Students between 9 and 16 years of age can gain first-hand experience and learn new skills that will help them interpret and use the various types of media content available. Bűvösvölgy will give scope for transferring comprehensive knowledge to younger generations on how the media works, so that they can understand not only its benefits but its harmful influences as well.
The Centre for Media Literacy, which is designed to receive several thousand students annually, is a unique initiative for reaching out to children and young students personally outside the virtual world, in modern studios equipped with professional media tools. The Centre was created in response to the media authority taking responsibility for guiding today’s youth in their understanding of the globalised virtual space. Through various sessions that are carefully structured to cover each media genre, instructors will encourage young attendees to use the latest tech tools in a responsible manner, highlighting both the excellent educational potential as well as the unknown risks these tools might imply.
At the inauguration Monika Karas stressed that Bűvösvölgy would give students a 'sendoff' to help them safely navigate the virtual world. ˮThe interactive sessions combine into a mind-shaping programme the aim of which is not to prohibit, but to permit and teach proper useˮ – underlined the head of NMHH who also said that, besides understanding how the media works and content is created, the core function of Bűvösvölgy would be to instill in children a sense of confident doubt and a healthy criticism as a means of self-defence in their media-dominated everyday life. The president took a stance in favour of the ˮThink globally, act locallyˮ principle: As the leader of the Hungarian authority, one has to think global since there are no longer any borders in the virtual space; on the other hand, in taking responsibility for the rising generations the authority is rightfully expected to share its experience in Hungary.
In his speech András Doncsev highlighted: Bűvösvölgy is a lot more than two organisations entering into an agreement. The NMHH brings state-of-the-art tools that will help young people get prepared for the challenges of the virtual world, whereas the Ministry of Human Resources, as its name suggests, provides education and instruction — in particular, the development of digital competences that need to be strengthened so much — and humanity as well. Both are indispensable as the transfer of knowledge can indeed be substituted by modern technology, but without the heart of teachers and their opinion on good and bad, modern technology will become either our dreadful master or our hated enemy. Teachers will therefore have a decisive, key role to play in this mission.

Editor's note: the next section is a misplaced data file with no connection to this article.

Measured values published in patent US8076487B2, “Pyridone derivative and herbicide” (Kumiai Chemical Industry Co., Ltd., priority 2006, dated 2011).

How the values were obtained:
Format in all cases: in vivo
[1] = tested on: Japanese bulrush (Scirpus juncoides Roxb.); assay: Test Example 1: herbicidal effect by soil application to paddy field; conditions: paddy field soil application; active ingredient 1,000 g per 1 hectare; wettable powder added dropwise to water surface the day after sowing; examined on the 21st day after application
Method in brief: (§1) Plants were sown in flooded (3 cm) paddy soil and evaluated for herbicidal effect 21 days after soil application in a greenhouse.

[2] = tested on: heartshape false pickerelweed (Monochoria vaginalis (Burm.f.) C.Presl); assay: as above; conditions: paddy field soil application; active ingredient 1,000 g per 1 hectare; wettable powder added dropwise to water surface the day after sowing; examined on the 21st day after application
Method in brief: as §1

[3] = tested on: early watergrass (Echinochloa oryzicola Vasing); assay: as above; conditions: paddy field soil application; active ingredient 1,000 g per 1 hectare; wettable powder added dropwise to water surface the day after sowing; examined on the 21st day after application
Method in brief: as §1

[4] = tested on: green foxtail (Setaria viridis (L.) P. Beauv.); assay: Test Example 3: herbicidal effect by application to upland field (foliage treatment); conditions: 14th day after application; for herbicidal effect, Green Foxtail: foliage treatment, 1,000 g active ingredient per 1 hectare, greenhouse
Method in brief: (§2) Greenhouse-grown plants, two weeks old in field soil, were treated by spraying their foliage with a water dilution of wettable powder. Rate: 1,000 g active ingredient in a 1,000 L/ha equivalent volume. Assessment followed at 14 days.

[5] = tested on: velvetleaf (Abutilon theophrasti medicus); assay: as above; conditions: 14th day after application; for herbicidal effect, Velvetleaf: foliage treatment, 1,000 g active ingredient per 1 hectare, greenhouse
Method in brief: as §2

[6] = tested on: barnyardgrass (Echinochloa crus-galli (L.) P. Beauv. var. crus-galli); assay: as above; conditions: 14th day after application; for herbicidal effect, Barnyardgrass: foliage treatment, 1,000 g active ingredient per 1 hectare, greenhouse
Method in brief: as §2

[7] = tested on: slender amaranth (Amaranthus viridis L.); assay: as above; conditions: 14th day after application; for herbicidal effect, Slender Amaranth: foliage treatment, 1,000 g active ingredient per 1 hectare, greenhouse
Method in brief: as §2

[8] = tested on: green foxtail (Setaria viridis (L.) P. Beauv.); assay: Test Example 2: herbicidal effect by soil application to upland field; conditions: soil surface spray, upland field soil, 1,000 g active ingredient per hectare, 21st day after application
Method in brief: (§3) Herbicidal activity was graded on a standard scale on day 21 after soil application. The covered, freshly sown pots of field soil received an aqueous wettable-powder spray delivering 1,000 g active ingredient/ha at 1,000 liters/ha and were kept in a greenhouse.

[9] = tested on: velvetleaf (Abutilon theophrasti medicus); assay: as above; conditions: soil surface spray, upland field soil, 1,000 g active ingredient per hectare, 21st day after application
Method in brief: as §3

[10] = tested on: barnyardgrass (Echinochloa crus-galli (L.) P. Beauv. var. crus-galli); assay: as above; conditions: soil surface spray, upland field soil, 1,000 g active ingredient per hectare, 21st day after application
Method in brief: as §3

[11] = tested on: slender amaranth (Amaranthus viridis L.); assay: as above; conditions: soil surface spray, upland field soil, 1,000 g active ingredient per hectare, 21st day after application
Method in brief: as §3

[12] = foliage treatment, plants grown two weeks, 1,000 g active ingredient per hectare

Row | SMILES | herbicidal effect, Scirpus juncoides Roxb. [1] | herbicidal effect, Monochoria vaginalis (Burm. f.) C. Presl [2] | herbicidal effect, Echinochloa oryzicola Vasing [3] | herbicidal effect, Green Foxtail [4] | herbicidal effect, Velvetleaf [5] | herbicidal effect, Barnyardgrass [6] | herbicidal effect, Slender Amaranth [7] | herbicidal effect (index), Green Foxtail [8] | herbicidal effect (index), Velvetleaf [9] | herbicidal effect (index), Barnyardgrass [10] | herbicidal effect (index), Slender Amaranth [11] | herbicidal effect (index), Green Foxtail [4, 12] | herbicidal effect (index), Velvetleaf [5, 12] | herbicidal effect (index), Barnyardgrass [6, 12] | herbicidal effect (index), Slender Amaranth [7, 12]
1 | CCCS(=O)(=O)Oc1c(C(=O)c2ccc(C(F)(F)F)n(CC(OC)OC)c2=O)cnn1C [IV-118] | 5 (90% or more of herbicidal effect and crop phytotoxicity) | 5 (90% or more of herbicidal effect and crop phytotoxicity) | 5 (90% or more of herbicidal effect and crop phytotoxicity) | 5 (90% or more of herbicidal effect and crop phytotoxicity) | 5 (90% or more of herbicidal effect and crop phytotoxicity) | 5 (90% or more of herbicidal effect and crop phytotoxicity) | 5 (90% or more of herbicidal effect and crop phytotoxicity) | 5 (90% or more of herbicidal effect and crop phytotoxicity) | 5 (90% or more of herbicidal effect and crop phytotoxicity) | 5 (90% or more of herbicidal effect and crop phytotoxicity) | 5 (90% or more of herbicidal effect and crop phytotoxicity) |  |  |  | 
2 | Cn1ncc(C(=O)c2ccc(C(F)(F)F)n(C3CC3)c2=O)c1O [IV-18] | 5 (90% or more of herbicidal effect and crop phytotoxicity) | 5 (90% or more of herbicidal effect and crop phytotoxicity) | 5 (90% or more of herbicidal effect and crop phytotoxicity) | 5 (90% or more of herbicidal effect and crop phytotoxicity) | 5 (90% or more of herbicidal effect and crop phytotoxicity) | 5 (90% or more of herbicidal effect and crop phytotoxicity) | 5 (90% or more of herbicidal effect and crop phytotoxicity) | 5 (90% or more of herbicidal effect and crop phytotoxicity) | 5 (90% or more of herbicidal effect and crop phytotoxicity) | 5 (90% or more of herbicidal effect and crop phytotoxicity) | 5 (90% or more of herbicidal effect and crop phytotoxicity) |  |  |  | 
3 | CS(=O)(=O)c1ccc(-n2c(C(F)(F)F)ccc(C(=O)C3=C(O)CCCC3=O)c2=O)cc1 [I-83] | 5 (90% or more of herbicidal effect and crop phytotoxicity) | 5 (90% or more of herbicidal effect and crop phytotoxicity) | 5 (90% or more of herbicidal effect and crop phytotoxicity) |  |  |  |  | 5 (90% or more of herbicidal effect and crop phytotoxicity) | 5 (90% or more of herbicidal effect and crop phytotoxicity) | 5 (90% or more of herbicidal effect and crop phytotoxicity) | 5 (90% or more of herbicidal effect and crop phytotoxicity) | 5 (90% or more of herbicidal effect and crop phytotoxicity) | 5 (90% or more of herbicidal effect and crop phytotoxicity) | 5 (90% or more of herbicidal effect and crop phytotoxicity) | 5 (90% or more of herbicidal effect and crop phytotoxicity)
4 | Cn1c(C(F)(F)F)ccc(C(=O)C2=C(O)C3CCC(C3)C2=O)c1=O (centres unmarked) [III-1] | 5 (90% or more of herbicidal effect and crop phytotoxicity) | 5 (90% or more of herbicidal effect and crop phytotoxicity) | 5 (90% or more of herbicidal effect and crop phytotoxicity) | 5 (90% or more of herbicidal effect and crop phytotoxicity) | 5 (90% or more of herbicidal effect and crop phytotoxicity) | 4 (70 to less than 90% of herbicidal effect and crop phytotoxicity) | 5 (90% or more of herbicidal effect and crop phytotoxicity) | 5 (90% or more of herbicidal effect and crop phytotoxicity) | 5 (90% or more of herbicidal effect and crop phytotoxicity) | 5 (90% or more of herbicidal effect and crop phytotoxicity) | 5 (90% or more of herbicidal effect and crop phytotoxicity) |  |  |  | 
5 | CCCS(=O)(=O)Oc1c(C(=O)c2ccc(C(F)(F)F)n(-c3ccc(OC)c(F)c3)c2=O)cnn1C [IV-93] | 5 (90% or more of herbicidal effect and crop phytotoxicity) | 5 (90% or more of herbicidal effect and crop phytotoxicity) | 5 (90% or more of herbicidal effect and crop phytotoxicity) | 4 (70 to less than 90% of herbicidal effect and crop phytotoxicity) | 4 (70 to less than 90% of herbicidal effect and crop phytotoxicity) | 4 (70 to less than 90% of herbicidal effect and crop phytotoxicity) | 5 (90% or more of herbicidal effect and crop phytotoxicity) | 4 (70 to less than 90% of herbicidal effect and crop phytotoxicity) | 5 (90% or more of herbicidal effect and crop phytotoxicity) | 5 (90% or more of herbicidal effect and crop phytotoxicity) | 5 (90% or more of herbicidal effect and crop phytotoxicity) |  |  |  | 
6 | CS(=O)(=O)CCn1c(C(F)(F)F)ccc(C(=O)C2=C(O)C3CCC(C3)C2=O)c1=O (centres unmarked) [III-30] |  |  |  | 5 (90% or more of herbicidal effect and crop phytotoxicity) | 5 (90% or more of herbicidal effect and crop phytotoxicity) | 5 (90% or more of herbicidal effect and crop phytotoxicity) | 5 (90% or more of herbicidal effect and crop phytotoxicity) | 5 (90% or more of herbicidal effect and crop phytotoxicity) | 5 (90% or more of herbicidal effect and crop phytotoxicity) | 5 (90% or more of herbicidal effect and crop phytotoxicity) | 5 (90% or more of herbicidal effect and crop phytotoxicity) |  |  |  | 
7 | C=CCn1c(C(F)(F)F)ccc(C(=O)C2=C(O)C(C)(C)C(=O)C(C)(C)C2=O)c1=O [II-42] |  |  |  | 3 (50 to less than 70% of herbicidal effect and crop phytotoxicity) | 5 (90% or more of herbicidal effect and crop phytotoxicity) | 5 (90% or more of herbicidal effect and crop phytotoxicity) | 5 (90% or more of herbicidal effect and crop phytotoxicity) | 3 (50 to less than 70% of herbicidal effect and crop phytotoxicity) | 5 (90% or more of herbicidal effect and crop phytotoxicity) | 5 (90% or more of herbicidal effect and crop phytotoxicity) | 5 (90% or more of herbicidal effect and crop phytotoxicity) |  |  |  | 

The professional equipment setup at Bűvösvölgy, which is located in Hűvösvölgy in the Hungarian capital (hence the play on words, Hűvösvölgy meaning 'Chilly Valley') was made possible with contributions from the country’s largest infocommunications and media service providers. Once this exemplary partnership had come to being, the NMHH defined six topics around which the sessions would be built, ranging from newspaper editing and advertising gimmicks to mobile communications. In the press studio students will edit their own magazine and learn what has news value. In the news room they will get acquainted with the green box technique and can look behind the scenes of news presenting and weather forecasting. In the advertising section they will learn how to make an impact through the promotion of the Centre's own brand, the Csoda (Miracle) product family. In the radio section they will have the opportunity to try out a recording room and get a taste of film dubbing. During the internet session, there will be strategy games and quizzes to show how to use the world wide web consciously and safely and how to use smart tools without unmindfully giving out their personal information. Bűvösvölgy will run in test mode until 13 June, and during the summer holidays will host groups of children from children's homes.
The Centre will also offer in-service training opportunities for teachers and is awaiting applications from all over the country. In view of the objectives specified in the National Core Curriculum, the accredited teacher training materials cover the following topics: basics of media interpretation; the culture of the digital society; digital skills, digital security and public confidence; developing conscious media consumption habits; acquisition of the media culture; consumer empowerment; and conscious and responsible civic behaviour.
Partners of Bűvösvölgy in the field of media and infocommunications include MTVA (Media Support and Asset Management Fund), online news portals Index and Origo, Invitel, Microsoft, Nokia, RTL Klub, Telekom, Telenor, TV2, UPC and Vodafone. Among the public and social organisations involved, funds are provided by the Ministry of Human Resources, the Internet Hotline service of NMHH, the Klebelsberg Institution Maintenance Centre, the Hungarian Institute for Educational Research and Development, the Watch it wisely (Tévézz okosan!) programme and the Visual World Foundation. The media literacy and education centre of NMHH is waiting for applications from organised groups. For further information please visit www.magicvalley.hu.